These transactions were approved by the Nominating & Corporate Governance Committee in compliance with our Policy on Transactions with Related Persons described above.
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Stock Ownership and Section 16 Compliance
Stock Ownership
The following table sets forth information regarding beneficial ownership of our common stock by each director, and our Chairman and CEO, Chief Financial Officer and the three other most highly compensated executive officers named in the tables in the section Executive Compensation Tables on pages 90 through 122 (each a named executive officer); and by all directors and executive officers as a group. Each of the individuals/group listed below is the owner of less than 1% of our outstanding shares. Because they serve as trustees of Johnson family trusts, which hold stock for the benefit of others, Mr. Duato and Mr. Wolk are deemed to “control” an additional 5,296,784 shares of our stock in which they have no economic interest, and those shares are not reflected in the table below. In addition to such shares, the directors and executive officers as a group own/control a total of 979,605 shares. In the aggregate, these 6,276,389 shares represent less than 1% of the shares outstanding. All stock ownership is as of February 28, 2023.
Name
Number of
Common
Shares(1)
(#)
Deferred
Share
Units(2)
(#)
Common Shares
Underlying Options or Stock Units(3)
(#)
Total Number of Shares Beneficially Owned
(#)
D. Adamczyk1,063 1,056 2,119 
M. C. Beckerle10,625 10,625 
D. S. Davis12,514 12,514 
I. E. L. Davis
4,193 18,167 22,360 
J. A. Doudna5,266 5,266 
J. Duato316,393 856,144 1,172,537 
M. A. Hewson3,000 6,152 9,152 
P. A. Johnson100 100 
H. Joly5,000 3,707 8,707 
M. B. McClellan14,695 14,695 
A. McEvoy54,824 354,651 409,475 
T. Mongon65,915 58,447 124,362 
A. M. Mulcahy7,858 18,167 26,025 
J. Taubert140,879 420,196 561,075 
A. E. Washington
28,162 28,162 
M. A. Weinberger6,276 6,276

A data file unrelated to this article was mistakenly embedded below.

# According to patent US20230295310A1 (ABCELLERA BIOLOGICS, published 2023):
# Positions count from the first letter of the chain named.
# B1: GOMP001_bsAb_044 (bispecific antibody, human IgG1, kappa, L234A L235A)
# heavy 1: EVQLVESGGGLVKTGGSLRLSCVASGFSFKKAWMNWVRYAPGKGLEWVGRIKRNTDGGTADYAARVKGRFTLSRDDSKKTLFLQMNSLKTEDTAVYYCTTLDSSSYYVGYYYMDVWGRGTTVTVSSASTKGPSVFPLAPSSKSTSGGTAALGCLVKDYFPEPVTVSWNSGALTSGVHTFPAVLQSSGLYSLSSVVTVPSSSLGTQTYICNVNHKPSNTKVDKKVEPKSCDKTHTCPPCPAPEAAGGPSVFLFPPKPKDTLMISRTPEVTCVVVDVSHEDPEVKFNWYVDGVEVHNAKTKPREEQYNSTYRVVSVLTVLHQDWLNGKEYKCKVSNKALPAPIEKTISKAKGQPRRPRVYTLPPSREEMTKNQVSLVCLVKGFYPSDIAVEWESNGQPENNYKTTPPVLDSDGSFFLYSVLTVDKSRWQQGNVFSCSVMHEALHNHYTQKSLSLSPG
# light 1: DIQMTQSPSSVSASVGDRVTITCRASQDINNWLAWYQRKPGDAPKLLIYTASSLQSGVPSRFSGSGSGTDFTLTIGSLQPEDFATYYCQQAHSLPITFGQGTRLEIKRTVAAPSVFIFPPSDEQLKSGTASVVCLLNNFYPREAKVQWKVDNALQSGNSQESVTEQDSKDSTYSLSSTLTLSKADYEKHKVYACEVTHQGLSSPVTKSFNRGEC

N. Y. West2,387 2,387 
J. J. Wolk50,397 215,747 266,144 
All directors and executive officers as a group (24)979,605 127,174 1,905,185 3,011,964 
(1)    The shares described as owned are shares of our common stock directly or indirectly owned by each listed person, including shares held in the 401(k) and Employee Stock Ownership Plans, and by members of his or her household, and are held individually, jointly or pursuant to a trust arrangement.
(2)    Includes Deferred Share Units credited to non-employee directors under our Amended and Restated Deferred Fee Plan for Directors, and Deferred Share Units credited to the executive officers under our Executive Income Deferral Plan (Amended and Restated), if any.
(3)    Includes shares underlying options exercisable on February 28, 2023, options that become exercisable within 60 days thereafter and Restricted Share Units that vest within 60 days thereafter.
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The following are the only persons known to us to be the beneficial owners of more than five percent of any class of our voting securities:

Name and Address of Beneficial OwnerTitle of ClassAmount and Nature
of Beneficial
Ownership
Percent of Class
The Vanguard Group
100 Vanguard Boulevard
Malvern, PA 19355
Common Stock
246,826,621 shares(1)
9.44%(1)
BlackRock, Inc.
55 East 52nd Street
New York, NY 10055
Common Stock
198,802,769 shares(2)
7.60%(2)
State Street Corporation
State Street Financial Center
One Lincoln Street
Boston, MA 02111
Common Stock
142,447,994 shares(3)
5.45%(3)
(1)    Based solely on an Amendment to Schedule 13G filed with the SEC on February 9, 2023, The Vanguard Group reported aggregate beneficial ownership of approximately 9.44%, or 246,826,621 shares, of our common stock as of December 31, 2022. Vanguard reported that it possessed sole dispositive power of 236,271,620 shares, shared dispositive power of 10,555,001 shares, and shared voting power of 3,358,072 shares. Vanguard also reported that it did not possess sole voting power over any shares beneficially owned.
(2)    Based solely on an Amendment to Schedule 13G filed with the SEC on January 31, 2023, BlackRock, Inc. reported aggregate beneficial ownership of approximately 7.6%, or 198,802,769 shares, of our common stock as of December 31, 2022. BlackRock reported that it possessed sole voting power of 178,286,437 shares and sole dispositive power of 198,802,769 shares. BlackRock also reported that it did not possess shared voting or dispositive power over any shares beneficially owned.